Old Nubian, of the Nilo-Saharan language family, was used in what is now Sudan and southern Egypt, and its descendant, Nobiin, is still spoken in the region today. It was written in an alphabet derived from Greek akin to Coptic, and, as in Coptic, there are a few extra letters, these from Coptic and Meroitic. Notable linguistic features include SOV (subject-object-verb) word order, the use of postpositions (as opposed to prepositions), the genitive noun coming first in genitive constructions, and adjectives following the nouns they modify. Browne produced a grammatical sketch in 1989 (Introduction to Old Nubian [Berlin]) that is rare these days, but his more complete Grammar referred to above is now the standard. His Dictionary was supplemented in 1997 by three appendices in a separate volume, also available at HMML: Old Nubian Dictionary: Appendices, CSCO 562 / Subs. 92 (Louvain, 1997).

Texts in Old Nubian survive from the eighth to the fifteenth centuries, with most from the tenth to the twelfth. Edited, these materials amount to under 100 pages of continuous text and include, among others, fragments from the Bible, some hagiography (the stories of St. Menas, St. George, and Epimachus), and the Nicene Canons. The longest continuous text is the Pseudo-Chrysostomian “Homily on the Venerable Cross”, the Greek original of which also survives. As is not surprising, there are connections between Old Nubian literature and that of Coptic and Ethiopian Christianity.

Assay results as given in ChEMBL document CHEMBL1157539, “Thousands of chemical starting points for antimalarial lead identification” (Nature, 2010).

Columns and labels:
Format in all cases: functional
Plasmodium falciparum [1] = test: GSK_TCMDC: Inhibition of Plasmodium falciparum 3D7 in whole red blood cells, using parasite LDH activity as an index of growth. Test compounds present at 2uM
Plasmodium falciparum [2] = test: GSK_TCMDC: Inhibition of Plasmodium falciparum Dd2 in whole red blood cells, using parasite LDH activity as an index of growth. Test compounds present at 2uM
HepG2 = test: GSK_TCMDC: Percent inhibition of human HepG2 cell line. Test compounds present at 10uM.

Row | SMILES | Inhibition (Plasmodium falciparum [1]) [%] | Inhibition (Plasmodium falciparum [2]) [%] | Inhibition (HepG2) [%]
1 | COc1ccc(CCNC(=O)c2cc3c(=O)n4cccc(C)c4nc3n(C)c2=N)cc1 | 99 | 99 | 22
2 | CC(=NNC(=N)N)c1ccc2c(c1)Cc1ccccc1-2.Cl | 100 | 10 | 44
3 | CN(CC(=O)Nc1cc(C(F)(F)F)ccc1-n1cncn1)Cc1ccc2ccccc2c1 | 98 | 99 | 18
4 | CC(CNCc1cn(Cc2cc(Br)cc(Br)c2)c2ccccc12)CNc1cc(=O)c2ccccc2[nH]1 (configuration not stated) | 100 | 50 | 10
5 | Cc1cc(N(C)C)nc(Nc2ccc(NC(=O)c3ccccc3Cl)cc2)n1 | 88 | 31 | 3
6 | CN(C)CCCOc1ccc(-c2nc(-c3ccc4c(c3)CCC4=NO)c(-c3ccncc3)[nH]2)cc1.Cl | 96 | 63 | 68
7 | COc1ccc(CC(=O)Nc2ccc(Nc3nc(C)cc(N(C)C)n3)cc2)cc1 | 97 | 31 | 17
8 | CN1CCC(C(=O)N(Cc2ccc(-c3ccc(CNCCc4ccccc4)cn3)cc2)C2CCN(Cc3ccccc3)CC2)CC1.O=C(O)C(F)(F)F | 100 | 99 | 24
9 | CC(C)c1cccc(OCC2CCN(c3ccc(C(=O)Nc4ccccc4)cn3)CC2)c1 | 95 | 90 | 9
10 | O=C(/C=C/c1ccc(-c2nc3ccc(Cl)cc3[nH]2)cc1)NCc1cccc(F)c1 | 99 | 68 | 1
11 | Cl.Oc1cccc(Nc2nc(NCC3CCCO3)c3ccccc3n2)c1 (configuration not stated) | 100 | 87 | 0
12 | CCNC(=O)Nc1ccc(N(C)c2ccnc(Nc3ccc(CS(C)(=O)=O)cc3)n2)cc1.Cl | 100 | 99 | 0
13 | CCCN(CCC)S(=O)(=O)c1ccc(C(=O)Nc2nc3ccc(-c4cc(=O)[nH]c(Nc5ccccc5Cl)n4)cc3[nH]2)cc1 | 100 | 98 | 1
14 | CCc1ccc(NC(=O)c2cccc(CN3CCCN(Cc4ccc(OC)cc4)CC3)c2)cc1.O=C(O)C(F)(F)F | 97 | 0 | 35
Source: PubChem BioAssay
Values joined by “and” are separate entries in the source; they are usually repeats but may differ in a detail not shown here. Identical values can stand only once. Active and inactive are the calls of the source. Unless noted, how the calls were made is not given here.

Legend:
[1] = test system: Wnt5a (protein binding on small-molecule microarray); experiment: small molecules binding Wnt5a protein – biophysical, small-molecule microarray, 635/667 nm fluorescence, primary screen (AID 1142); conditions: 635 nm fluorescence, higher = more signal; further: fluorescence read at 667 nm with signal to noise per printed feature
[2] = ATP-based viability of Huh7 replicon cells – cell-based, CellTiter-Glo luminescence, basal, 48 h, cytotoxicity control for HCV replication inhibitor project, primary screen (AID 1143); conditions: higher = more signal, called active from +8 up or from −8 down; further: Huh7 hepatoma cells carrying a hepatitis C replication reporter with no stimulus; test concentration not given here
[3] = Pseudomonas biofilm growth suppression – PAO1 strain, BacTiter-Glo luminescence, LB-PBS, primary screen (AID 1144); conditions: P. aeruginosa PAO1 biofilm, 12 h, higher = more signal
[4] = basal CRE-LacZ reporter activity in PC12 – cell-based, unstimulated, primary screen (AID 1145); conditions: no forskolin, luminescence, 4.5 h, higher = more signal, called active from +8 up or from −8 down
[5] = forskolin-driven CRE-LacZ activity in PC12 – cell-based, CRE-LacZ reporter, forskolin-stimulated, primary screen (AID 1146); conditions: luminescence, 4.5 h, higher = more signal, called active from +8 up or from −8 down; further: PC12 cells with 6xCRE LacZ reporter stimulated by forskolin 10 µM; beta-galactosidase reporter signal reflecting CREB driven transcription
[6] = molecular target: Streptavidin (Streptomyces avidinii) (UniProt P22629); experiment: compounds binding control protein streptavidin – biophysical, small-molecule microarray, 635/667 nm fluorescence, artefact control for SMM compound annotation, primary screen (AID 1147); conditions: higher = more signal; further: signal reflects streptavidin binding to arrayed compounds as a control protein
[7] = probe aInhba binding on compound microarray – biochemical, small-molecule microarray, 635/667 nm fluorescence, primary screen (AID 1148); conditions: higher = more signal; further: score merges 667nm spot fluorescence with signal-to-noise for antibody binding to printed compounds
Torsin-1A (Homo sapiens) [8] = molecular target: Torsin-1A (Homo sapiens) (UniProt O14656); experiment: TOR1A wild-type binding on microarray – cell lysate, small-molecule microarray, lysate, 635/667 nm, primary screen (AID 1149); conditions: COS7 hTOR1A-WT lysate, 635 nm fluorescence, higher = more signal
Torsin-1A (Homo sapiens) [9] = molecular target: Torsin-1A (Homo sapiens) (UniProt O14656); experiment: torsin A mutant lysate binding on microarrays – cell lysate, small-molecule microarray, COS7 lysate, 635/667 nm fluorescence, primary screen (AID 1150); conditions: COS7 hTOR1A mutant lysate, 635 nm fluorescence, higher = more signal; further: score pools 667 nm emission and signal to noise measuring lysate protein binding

The study of Old Nubian is rather younger than that of most of its other eastern Christian neighbors. The British Egyptologist Francis Llewellyn Griffith (1862-1934) worked on the language in the early twentieth century: his Nubian Texts from the Christian Period (Berlin, 1913) contains some texts with English translation, a short description of the language, and a glossary. Werner Vycichl published some grammatical studies from 1956 to 1961 and, following Nubian excavations in the 1960s, F. Hintze did further work investigating the language. More recently, contemporaneous with Browne, the Russian scholar E.B. Smagina published some important works which, however, remain only in Russian.

There are, alas, no Old Nubian manuscripts available for research at HMML, but we can at least here study the language and its literature!


[1] See a brief obituary here. A partial bibliography of his Nubian studies will be found in his Grammar referred to later in this post.